Perth buyers forced to turn to units as market remains tight


Tight stock and strong competition has forced Perth buyers to turn to units, according to the Real Estate Institute of Western Australia (REIWA).

While Perth is traditionally a market that favours freestanding homes, new data shows that units are being sold in just nine days, almost on par with houses that are selling in eight days.

REIWA Chief Executive Officer Cath Hart said houses had been selling quickly for some time, but the speed of unit sales had accelerated in the past few months.

“Units are selling 13 days faster than they did a year ago,” Ms Hart said.

“Traditionally buyers prefer houses – we all like to have our own patch of land, and houses generally perform better than units in terms of capital growth.

“However, competition for houses is high, many buyers are missing out and they are turning to the unit market to find a home.”

Ms Hart said units had started to play catch up after underperforming for a number of years.

“House prices have risen strongly in recent years, while units have remained relatively stable,” Ms Hart said.

“This makes units a more affordable option for people seeking home ownership, particularly first home buyers or tenants looking to escape the rental roundabout.”

According to REIWA, the fastest selling suburbs in February were Parmelia, Camillo, Cooloongup, Craigie and Kardinya (four days); and Coolbellup, Forrestfield, Golden Bay, Heathridge and Meadow Springs (five days).

The fastest selling suburbs for units were Atwell (four days); Spearwood, Tuart Hill and Wembley (five days); and Midland, Balga, Bentley, Dianella, Joondalup and Nollamara (six days).

The growing demand for units means prices have started to rise.

The median unit sale price increased 1.2 per cent in January and was 3.8 per cent higher year-on-year.

The suburbs with the most unit price growth in February were Mosman Park (4.8 per cent ), Mandurah (3.7 per cent), Claremont (2.8 per cent), Tuart Hill (2.6 per cent) and Belmont (2.4 per cent).

Meanwhile, the median house price rose 0.8 per cent to $605,000 over the month – up 10 per cent from February 2023.

The suburbs that saw the most house price growth in February were Como (4.1 per cent ), Two Rocks (2.9 per cent), Southern River (2.6 per cent), Armadale (2.6 per cent) and Greenfields (2.3 per cent).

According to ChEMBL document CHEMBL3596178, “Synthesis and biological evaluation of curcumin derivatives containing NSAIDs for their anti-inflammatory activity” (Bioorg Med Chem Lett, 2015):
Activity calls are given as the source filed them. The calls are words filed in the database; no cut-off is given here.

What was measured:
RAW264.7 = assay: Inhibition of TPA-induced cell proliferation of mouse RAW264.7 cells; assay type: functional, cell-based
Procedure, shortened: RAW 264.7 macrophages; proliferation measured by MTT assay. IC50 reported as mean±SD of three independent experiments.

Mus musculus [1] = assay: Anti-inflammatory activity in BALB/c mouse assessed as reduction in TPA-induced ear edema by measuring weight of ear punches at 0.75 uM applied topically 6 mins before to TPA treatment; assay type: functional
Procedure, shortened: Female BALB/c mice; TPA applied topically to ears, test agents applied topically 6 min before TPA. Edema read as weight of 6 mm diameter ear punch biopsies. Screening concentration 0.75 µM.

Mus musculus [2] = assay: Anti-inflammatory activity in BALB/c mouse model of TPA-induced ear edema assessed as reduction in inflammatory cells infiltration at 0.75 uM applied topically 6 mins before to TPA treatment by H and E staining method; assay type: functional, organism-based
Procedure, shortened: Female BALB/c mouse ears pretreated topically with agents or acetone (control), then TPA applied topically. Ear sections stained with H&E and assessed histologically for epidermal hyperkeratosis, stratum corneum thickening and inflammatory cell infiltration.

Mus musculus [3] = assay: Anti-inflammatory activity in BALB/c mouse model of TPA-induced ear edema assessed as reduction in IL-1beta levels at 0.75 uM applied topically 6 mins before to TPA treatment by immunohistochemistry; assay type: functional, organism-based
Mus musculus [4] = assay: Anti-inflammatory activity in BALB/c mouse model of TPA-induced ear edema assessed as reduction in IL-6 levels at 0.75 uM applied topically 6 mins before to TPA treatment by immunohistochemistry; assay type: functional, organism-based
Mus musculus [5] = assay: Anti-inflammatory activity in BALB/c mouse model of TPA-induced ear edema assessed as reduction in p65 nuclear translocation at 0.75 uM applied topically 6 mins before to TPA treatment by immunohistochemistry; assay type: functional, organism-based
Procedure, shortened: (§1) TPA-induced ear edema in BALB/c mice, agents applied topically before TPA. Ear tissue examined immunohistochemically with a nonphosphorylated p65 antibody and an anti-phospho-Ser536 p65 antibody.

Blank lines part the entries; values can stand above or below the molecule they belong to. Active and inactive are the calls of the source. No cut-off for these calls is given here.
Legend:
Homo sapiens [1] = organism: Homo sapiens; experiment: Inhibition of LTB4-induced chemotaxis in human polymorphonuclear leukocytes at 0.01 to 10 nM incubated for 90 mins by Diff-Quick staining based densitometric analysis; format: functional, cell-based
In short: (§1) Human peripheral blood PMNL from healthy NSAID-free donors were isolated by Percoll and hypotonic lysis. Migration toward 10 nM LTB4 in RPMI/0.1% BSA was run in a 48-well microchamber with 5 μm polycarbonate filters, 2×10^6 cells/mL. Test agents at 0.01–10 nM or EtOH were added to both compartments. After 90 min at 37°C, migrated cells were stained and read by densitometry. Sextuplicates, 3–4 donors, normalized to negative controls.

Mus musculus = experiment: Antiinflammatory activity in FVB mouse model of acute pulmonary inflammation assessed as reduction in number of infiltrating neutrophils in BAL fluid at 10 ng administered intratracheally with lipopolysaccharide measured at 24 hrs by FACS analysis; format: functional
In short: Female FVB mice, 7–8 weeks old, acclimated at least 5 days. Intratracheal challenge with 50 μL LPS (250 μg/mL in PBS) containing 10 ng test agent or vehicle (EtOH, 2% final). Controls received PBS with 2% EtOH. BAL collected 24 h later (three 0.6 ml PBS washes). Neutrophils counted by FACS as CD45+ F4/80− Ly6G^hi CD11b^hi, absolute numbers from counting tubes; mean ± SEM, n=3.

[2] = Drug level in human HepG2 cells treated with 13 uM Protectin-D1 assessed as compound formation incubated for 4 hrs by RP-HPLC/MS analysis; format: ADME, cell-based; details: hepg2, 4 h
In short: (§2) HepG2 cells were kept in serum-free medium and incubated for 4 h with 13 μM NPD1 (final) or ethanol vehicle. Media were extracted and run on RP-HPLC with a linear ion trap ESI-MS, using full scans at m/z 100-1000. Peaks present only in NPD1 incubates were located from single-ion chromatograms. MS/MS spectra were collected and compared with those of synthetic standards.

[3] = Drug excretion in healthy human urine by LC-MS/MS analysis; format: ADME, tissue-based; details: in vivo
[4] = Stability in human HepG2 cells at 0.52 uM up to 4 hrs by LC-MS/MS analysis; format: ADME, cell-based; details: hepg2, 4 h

Active listings rose slightly in February, settling at 3991 at the end of the month.

This was 5.1 per cent higher than January, but remained 43.6 per cent lower than a year ago.

Ms Hart said properties were still coming to market in good numbers, but demand exceeded supply, keeping active listings low.

“A review of our data shows new listings for houses in the past 12 months were just 2.2 per cent below the five-year average and unit listings were 12.8 per cent higher,” Ms Hart said.

“However, house sales by REIWA members have been 8.5 per cent higher than the five-year average, while unit sales have been 30.6 per cent higher.

“This is why active listings remain so low.

“At the moment, new listings coming to market are slightly outpacing the number of sales, which is why we’re seeing active listings rise.”

Meanwhile, Perth rents rose again to $630 per week in February, up 2.4 per cent from January and 18.9 per cent higher than a year ago.

The median weekly rent for houses increased 1.2 per cent over the month and 18.2 per cent year-on-year to $650.

The median weekly rent for units held steady at $580 but was 18.4 per cent higher than 12 months ago.

There were 1728 properties available for rent across Perth at the end of February, 8.4 per cent lower than January 2024 and 1.1 per cent lower than the same time last year.

Ms Hart said rental supply remained challenging.

“We have been hearing a lot about Eastern States investors snapping up property in Perth and increased lending to investors, but we haven’t yet seen an increase in the number of rental properties,” she said.

“The problem is local investors are still leaving the market and these new investors are essentially replacing those that have left.

“We are going to need to see sustained increases in investor lending before we see a significant change in supply.”



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